Curling was invented in medieval Scotland. For those interested in tracing some of its history there are several places to visit. The Stirling Smith Art Gallery and Museum claims to have the world’s oldest curling stone dated 1511. The first written reference comes from the records of Paisley Abbey in 1541.
By around 1800 curling had become the most popular sport in Scotland and was played by all classes. Almost every parish in the land had its custom made curling pond. Newtonmore curling pond survives to this day and can be found within The Highland Folk Museum. A replica of their curling hut has been built beside the pond.
In Edinburgh with the draining of the Nor’ Loch a new curling venue had to be found. In 1795 a group of gentlemen formed the Duddingston Curling Society. William Playfair designed a new curling hut for them in 1825. Today the lower chamber of this hut, where the curling stones were stored, is a museum of curling with many fascinating exhibits. Known as Thomson’s Tower it sits beside Duddingston Loch within Dr Neil’s Garden.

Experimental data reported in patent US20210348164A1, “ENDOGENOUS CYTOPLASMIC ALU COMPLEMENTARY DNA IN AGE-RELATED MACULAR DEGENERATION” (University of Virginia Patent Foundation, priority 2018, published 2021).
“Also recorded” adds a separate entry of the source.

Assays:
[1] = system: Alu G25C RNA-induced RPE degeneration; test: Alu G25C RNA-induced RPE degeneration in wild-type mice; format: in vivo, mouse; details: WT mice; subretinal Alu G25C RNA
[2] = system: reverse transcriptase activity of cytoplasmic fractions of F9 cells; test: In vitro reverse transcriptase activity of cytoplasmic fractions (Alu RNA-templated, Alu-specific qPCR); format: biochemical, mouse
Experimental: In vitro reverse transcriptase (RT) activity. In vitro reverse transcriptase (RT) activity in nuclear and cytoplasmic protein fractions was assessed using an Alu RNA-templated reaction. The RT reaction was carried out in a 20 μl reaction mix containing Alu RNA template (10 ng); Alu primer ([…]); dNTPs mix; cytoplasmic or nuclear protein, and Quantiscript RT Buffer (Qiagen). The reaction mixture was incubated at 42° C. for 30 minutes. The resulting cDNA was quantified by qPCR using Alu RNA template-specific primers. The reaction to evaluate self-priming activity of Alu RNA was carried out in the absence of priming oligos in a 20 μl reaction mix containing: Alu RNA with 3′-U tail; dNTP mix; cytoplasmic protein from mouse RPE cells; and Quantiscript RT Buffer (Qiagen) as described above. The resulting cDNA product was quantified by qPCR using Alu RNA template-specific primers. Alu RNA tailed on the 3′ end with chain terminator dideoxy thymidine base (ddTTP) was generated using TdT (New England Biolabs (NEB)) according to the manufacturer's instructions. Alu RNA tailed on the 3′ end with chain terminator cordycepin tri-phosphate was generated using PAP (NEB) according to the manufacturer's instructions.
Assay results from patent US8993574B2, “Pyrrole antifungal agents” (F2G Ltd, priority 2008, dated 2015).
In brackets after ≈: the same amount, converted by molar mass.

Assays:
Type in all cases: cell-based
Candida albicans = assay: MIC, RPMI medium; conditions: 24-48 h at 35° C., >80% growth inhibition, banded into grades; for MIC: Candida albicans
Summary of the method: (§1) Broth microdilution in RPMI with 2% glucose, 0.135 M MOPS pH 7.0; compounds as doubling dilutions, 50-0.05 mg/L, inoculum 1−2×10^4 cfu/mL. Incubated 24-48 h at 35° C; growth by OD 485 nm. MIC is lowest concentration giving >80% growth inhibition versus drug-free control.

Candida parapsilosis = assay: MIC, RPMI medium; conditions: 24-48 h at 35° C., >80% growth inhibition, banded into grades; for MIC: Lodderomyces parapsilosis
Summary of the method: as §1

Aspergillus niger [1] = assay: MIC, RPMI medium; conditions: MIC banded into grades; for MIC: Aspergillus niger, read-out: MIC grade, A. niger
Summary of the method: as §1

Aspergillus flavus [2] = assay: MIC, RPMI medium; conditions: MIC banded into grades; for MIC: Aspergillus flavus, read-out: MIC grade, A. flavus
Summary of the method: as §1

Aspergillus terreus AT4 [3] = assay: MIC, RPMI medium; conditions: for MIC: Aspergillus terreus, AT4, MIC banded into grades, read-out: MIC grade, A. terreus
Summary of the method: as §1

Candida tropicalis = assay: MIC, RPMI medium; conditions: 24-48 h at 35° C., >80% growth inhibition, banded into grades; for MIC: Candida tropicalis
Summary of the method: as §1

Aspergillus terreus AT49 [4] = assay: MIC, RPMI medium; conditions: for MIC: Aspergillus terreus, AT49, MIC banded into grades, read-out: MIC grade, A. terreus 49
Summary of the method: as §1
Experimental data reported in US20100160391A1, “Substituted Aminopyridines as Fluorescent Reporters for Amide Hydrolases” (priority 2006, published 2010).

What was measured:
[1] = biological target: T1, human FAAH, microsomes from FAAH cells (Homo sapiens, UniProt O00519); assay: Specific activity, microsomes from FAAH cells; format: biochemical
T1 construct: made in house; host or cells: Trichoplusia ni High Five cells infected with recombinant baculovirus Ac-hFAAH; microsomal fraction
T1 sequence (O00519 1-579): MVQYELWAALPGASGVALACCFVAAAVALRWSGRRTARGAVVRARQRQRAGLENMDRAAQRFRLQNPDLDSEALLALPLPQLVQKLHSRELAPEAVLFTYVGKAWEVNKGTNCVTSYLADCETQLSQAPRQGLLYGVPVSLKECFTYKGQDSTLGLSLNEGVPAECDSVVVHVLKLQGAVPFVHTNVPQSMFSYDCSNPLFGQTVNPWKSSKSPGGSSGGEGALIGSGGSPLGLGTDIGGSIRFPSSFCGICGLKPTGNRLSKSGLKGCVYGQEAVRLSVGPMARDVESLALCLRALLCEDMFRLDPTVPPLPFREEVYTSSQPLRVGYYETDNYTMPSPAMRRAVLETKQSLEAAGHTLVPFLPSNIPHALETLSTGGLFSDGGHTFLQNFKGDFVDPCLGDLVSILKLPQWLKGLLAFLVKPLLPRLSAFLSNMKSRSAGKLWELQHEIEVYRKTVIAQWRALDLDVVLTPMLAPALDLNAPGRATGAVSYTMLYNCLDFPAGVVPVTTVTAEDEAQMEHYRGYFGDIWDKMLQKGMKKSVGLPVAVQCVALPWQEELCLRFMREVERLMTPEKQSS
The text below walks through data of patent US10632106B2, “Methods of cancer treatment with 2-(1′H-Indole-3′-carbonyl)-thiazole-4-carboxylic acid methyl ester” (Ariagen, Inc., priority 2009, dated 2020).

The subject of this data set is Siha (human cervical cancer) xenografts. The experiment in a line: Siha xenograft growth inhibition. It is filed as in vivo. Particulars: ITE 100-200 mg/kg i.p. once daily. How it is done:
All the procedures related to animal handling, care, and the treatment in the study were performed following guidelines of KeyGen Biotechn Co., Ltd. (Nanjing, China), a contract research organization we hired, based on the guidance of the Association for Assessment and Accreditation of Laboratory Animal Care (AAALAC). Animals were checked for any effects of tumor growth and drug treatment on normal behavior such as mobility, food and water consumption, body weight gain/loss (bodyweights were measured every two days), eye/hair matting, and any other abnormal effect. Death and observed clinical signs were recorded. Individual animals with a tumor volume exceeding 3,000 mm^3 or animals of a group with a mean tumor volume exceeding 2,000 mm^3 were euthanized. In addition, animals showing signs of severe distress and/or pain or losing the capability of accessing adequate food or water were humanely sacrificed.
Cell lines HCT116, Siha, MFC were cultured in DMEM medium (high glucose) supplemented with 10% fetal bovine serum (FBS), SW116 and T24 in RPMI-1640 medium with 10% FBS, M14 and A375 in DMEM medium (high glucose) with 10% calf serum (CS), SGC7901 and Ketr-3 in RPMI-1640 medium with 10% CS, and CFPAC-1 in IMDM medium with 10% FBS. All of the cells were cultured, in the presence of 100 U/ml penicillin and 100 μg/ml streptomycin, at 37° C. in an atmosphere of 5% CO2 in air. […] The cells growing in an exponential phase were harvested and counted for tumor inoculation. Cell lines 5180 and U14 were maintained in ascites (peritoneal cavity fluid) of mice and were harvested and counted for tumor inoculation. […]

The Grand Match is an outdoor curling game arranged between the north and south of Scotland. The first one was held on Penicuik Loch in 1847 and then on Linlithgow Loch in 1848. Between 1853 and 1935 twenty five Grand Matches were played at Carsebreck, north east of Stirling. Since then only three have been played – 1959 on Loch Leven and 1963 and 1979 on the Lake of Menteith. With approximately 2400 curlers on the ice at one time 20 acres of ice with a thickness of 7 inches is required.
Following a visit by Queen Victoria to Scone Palace in 1842 and a demonstration by the Earl of Mansfield of the game of curling on his polished ballroom floor, royal patronage was granted. The Royal Caledonian Curling Club today has branches, affiliated associations and clubs all around the world which look to it as the mother club.
Currently there are 22 ice rinks in Scotland which have facilities for curling.
Curling has been an official sport in the Winter Olympic Games since 1998.